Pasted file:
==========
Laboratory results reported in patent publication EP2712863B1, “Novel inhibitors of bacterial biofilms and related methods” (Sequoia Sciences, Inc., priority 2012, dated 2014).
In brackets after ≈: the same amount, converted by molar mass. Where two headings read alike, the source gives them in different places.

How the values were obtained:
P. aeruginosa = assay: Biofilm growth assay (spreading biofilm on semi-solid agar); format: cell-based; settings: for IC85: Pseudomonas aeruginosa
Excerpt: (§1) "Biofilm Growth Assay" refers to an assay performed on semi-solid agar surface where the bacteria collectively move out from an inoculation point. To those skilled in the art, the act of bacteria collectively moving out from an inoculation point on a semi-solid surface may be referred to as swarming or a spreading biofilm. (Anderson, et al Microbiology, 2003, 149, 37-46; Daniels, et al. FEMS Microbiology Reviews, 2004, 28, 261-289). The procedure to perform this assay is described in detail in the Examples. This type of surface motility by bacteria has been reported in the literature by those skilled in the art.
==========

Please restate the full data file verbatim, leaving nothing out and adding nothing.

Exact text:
Laboratory results reported in patent publication EP2712863B1, “Novel inhibitors of bacterial biofilms and related methods” (Sequoia Sciences, Inc., priority 2012, dated 2014).
In brackets after ≈: the same amount, converted by molar mass. Where two headings read alike, the source gives them in different places.

How the values were obtained:
P. aeruginosa = assay: Biofilm growth assay (spreading biofilm on semi-solid agar); format: cell-based; settings: for IC85: Pseudomonas aeruginosa
Excerpt: (§1) "Biofilm Growth Assay" refers to an assay performed on semi-solid agar surface where the bacteria collectively move out from an inoculation point. To those skilled in the art, the act of bacteria collectively moving out from an inoculation point on a semi-solid surface may be referred to as swarming or a spreading biofilm. (Anderson, et al Microbiology, 2003, 149, 37-46; Daniels, et al. FEMS Microbiology Reviews, 2004, 28, 261-289). The procedure to perform this assay is described in detail in the Examples. This type of surface motility by bacteria has been reported in the literature by those skilled in the art.